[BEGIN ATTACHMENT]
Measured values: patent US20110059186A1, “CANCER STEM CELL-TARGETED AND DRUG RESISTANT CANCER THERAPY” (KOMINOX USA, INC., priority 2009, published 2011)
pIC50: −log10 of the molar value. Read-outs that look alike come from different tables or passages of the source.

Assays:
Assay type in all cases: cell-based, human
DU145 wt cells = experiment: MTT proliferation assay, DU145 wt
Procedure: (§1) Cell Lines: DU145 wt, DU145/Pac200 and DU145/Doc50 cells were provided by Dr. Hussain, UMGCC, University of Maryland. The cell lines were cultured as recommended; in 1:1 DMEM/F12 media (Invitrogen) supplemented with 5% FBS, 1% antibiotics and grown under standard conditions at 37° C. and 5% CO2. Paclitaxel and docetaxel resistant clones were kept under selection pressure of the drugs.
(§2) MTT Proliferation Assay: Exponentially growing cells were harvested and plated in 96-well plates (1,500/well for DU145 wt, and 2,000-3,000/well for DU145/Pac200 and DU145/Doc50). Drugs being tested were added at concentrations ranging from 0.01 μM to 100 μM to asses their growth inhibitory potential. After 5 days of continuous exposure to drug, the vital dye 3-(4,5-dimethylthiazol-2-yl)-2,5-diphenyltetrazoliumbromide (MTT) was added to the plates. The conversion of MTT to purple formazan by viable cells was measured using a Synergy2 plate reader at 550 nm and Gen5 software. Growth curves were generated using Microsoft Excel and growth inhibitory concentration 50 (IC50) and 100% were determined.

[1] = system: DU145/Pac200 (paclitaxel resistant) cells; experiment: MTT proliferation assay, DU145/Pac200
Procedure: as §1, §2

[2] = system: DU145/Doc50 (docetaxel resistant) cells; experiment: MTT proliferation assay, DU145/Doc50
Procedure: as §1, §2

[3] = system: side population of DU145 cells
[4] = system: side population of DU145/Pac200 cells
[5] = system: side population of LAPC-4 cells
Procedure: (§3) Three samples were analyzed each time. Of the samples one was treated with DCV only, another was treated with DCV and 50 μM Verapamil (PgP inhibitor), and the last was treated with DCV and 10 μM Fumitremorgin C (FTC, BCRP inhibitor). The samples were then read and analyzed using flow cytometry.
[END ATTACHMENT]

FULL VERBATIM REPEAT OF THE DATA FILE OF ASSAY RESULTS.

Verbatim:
Measured values: patent US20110059186A1, “CANCER STEM CELL-TARGETED AND DRUG RESISTANT CANCER THERAPY” (KOMINOX USA, INC., priority 2009, published 2011)
pIC50: −log10 of the molar value. Read-outs that look alike come from different tables or passages of the source.

Assays:
Assay type in all cases: cell-based, human
DU145 wt cells = experiment: MTT proliferation assay, DU145 wt
Procedure: (§1) Cell Lines: DU145 wt, DU145/Pac200 and DU145/Doc50 cells were provided by Dr. Hussain, UMGCC, University of Maryland. The cell lines were cultured as recommended; in 1:1 DMEM/F12 media (Invitrogen) supplemented with 5% FBS, 1% antibiotics and grown under standard conditions at 37° C. and 5% CO2. Paclitaxel and docetaxel resistant clones were kept under selection pressure of the drugs.
(§2) MTT Proliferation Assay: Exponentially growing cells were harvested and plated in 96-well plates (1,500/well for DU145 wt, and 2,000-3,000/well for DU145/Pac200 and DU145/Doc50). Drugs being tested were added at concentrations ranging from 0.01 μM to 100 μM to asses their growth inhibitory potential. After 5 days of continuous exposure to drug, the vital dye 3-(4,5-dimethylthiazol-2-yl)-2,5-diphenyltetrazoliumbromide (MTT) was added to the plates. The conversion of MTT to purple formazan by viable cells was measured using a Synergy2 plate reader at 550 nm and Gen5 software. Growth curves were generated using Microsoft Excel and growth inhibitory concentration 50 (IC50) and 100% were determined.

[1] = system: DU145/Pac200 (paclitaxel resistant) cells; experiment: MTT proliferation assay, DU145/Pac200
Procedure: as §1, §2

[2] = system: DU145/Doc50 (docetaxel resistant) cells; experiment: MTT proliferation assay, DU145/Doc50
Procedure: as §1, §2

[3] = system: side population of DU145 cells
[4] = system: side population of DU145/Pac200 cells
[5] = system: side population of LAPC-4 cells
Procedure: (§3) Three samples were analyzed each time. Of the samples one was treated with DCV only, another was treated with DCV and 50 μM Verapamil (PgP inhibitor), and the last was treated with DCV and 10 μM Fumitremorgin C (FTC, BCRP inhibitor). The samples were then read and analyzed using flow cytometry.